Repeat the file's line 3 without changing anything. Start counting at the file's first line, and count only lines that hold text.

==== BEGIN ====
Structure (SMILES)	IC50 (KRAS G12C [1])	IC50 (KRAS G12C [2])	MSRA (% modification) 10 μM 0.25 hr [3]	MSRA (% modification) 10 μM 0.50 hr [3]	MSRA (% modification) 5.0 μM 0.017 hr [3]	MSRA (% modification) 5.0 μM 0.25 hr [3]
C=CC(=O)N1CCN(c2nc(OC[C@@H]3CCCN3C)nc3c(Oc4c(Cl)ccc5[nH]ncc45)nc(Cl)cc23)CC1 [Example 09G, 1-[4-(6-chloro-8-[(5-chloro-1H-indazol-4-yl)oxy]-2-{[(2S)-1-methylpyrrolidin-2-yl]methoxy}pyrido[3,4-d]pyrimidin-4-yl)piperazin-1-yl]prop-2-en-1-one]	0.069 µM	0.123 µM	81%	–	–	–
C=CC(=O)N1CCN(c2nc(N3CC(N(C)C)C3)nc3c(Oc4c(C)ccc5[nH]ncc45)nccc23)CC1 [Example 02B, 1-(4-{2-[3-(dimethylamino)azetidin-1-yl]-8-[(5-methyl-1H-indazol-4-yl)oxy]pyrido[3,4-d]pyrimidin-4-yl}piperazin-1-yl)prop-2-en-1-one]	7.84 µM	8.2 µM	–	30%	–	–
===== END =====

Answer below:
C=CC(=O)N1CCN(c2nc(N3CC(N(C)C)C3)nc3c(Oc4c(C)ccc5[nH]ncc45)nccc23)CC1 [Example 02B, 1-(4-{2-[3-(dimethylamino)azetidin-1-yl]-8-[(5-methyl-1H-indazol-4-yl)oxy]pyrido[3,4-d]pyrimidin-4-yl}piperazin-1-yl)prop-2-en-1-one]	7.84 µM	8.2 µM	–	30%	–	–